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Good Friday Word

John 19:30 When Jesus had received the wine, he said, ‘It is finished.’ Then he bowed his head and gave up his spirit.

Pray with me: O God, You alone are our salvation. Help us to be open to Your word, soften our hearts and minds to listen for Your wisdom. For it is Your way that brings blessing. Amen.

“It is Finished”

There is a tendency among humans to want to deny the worst. To go on as if nothing bad has happened. To turn from the hard places to seek out an easier way. To hide our eyes from what is difficult.

I get it. I understand. I don’t want to watch things on television or in the movies when I know someone will be hurt. I walked out of the Oscar winning movie Slumdog Millionaire in the opening ten minutes, because I could not stay and watch the maiming of a child. “No, not gonna happen.” I get it.

And, yet here we are at the foot of a cross. An instrument of torture and terror used by principalities and powers to suppress the aspirations of human beings seeking freedom to live.

It’s a stark reality check at the heart of our faith. We can not walk away from this moment without acknowledging the reality of sin and evil. Well, we can try to—like the disciples we can grab a sword/gun and strike out; or run away, deny, hide, shrink into the crowd. We can try to move past this as if it doesn’t matter—let’s get to the baskets and jelly beans, and Risen Christ.

But, it’s right here. It’s here for a reason.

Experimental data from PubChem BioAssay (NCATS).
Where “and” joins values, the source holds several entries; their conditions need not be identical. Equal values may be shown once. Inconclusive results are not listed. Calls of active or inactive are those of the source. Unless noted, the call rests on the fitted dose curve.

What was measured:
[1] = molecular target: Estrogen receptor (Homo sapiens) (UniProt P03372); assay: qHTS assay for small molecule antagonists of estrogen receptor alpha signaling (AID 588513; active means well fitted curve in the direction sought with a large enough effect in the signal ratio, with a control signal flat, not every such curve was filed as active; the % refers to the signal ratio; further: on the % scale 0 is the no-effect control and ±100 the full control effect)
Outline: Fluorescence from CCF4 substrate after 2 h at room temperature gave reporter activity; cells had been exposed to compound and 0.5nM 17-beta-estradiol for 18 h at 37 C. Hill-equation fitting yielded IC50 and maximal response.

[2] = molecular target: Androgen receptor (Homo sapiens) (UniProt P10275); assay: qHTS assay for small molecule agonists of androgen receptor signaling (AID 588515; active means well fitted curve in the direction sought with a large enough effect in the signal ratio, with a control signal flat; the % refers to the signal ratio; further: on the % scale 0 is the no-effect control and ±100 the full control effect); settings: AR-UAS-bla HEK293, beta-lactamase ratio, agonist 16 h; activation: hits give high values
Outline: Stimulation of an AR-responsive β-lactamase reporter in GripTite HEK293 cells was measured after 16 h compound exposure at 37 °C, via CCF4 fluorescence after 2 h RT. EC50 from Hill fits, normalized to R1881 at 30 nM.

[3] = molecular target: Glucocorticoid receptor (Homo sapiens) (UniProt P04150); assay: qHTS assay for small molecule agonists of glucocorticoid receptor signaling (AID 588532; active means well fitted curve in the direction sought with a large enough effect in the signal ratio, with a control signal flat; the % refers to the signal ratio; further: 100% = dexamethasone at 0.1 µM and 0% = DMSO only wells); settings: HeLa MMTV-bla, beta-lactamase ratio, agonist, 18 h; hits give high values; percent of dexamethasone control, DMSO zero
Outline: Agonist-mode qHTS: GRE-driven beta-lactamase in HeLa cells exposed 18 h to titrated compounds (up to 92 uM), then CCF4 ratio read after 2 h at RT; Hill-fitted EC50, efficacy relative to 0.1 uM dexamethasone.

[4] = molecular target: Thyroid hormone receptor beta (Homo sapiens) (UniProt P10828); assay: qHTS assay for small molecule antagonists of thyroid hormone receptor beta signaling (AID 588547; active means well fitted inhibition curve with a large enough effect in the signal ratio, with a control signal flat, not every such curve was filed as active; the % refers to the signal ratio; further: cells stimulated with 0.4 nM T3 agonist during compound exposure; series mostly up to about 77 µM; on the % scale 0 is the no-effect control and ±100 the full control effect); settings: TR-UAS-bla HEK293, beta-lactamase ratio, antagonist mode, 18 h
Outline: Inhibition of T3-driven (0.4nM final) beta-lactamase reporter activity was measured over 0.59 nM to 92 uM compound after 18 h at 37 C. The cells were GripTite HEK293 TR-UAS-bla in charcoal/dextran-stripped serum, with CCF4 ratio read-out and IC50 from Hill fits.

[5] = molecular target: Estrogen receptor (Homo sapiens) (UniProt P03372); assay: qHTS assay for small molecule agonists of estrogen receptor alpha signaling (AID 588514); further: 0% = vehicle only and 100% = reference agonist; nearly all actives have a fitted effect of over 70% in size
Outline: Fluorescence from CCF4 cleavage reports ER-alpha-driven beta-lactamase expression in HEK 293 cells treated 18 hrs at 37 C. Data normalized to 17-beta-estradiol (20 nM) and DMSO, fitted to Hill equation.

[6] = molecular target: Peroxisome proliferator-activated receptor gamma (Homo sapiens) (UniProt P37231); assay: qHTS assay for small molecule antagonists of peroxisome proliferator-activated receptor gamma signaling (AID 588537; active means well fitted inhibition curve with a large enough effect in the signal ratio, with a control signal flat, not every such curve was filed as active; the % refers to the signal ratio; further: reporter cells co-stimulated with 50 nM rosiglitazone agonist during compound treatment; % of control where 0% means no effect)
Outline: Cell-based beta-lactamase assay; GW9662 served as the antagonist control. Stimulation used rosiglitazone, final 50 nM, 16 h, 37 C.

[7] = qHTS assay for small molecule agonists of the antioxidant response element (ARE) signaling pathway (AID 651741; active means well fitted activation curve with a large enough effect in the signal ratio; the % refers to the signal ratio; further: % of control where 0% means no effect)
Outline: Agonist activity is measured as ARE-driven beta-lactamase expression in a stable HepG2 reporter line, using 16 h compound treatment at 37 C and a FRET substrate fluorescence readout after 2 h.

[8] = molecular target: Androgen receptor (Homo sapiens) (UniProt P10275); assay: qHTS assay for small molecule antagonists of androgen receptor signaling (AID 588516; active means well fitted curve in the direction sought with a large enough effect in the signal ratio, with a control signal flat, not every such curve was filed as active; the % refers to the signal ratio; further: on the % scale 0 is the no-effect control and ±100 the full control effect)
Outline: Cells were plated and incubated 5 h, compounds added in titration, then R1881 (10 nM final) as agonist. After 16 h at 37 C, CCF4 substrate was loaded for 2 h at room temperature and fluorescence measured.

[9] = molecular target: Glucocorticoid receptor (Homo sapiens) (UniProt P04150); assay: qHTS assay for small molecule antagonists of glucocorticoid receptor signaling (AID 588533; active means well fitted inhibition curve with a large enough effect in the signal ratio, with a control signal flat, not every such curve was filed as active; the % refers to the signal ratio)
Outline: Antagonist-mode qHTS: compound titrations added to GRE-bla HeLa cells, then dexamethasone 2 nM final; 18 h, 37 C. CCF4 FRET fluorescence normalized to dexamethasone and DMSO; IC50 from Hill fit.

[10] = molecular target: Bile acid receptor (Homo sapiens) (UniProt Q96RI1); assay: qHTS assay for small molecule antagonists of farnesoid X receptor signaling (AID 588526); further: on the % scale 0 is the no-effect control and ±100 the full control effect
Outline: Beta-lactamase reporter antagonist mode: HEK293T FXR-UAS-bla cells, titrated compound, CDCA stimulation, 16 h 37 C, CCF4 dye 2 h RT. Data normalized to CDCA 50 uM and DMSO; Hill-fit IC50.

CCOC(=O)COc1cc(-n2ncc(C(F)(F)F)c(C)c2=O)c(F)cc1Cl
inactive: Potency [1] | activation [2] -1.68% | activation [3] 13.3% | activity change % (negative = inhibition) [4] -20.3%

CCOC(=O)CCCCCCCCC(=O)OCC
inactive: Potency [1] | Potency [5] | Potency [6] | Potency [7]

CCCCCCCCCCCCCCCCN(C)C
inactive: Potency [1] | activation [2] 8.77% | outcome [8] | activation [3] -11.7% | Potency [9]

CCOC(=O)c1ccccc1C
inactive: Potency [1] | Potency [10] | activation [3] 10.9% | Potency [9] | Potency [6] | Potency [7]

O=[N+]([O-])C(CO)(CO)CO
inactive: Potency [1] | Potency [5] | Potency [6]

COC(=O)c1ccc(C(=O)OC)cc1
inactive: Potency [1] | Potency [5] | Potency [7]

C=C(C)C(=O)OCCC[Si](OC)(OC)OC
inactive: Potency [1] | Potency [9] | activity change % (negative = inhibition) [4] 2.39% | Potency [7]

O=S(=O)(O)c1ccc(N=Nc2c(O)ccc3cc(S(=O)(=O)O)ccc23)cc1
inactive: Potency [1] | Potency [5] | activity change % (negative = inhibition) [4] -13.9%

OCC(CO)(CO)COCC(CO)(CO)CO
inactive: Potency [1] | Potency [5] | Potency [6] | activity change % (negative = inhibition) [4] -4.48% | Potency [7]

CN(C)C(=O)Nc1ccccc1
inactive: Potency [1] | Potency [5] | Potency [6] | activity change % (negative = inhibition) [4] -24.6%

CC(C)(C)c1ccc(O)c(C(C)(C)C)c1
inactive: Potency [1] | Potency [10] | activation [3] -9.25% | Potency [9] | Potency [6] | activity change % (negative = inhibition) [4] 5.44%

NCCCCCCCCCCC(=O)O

Evil is on display. It’s trying mightily to maintain the reign of terror by killing the Son of God. Our faith journey calls us to look and see, weep and rage, feel the powerlessness and helplessness, and acknowledge at our core this is the power of sin and evil on display. This is the day to say, “Look what evil has done!”

I think of Emmett Till’s mother choosing an open casket to make sure the world saw what evil did to her beautiful 14 year old child. I think of the videos showing George Floyd’s murder or Tamir Rice’s death. I am also reminded of the pushback against seeing, knowing, telling the story of the 1619 project.

Jesus sees it all. Jesus is experiencing it all. Jesus places himself into the hands of powers who could choose another way, but don’t. Evil in all its forms—betrayal, denial, indifference, terror, torture, humiliation and death. Jesus is showing it for all creation to see—

There is an old wooden cross in El Salvador. It’s called the Subversive cross. It was part of a bible study in a Lutheran congregation. The folks who were part of the Bible study were asked to name sins and evil that they had experienced and write them on the cross: oppression, violence, removal from their land, destruction of their villages, displacement of their families, murders, disappearances . . .

On the same day that six Jesuit priests were murdered, the authorities, the “principalities and powers,” sent soldiers/death squads to arrest the leaders of the congregation and international companions, and to try to assassinate Bishop Gomez and take the cross into custody. They literally took that cross and put it in jail.

What were they afraid of—that someone would see and hear, and they would be accountable for the inhumanities and atrocities they tried to hide. This is how badly evil fears those who tell the truth of what they have experienced. It’s willing to kill the Son of God.

Jesus does not turn away. Jesus willingly submits to a death squad. Jesus acknowledges the power of sin and evil is death.

It is finished.

“He bowed his head and gave up his Spirit.”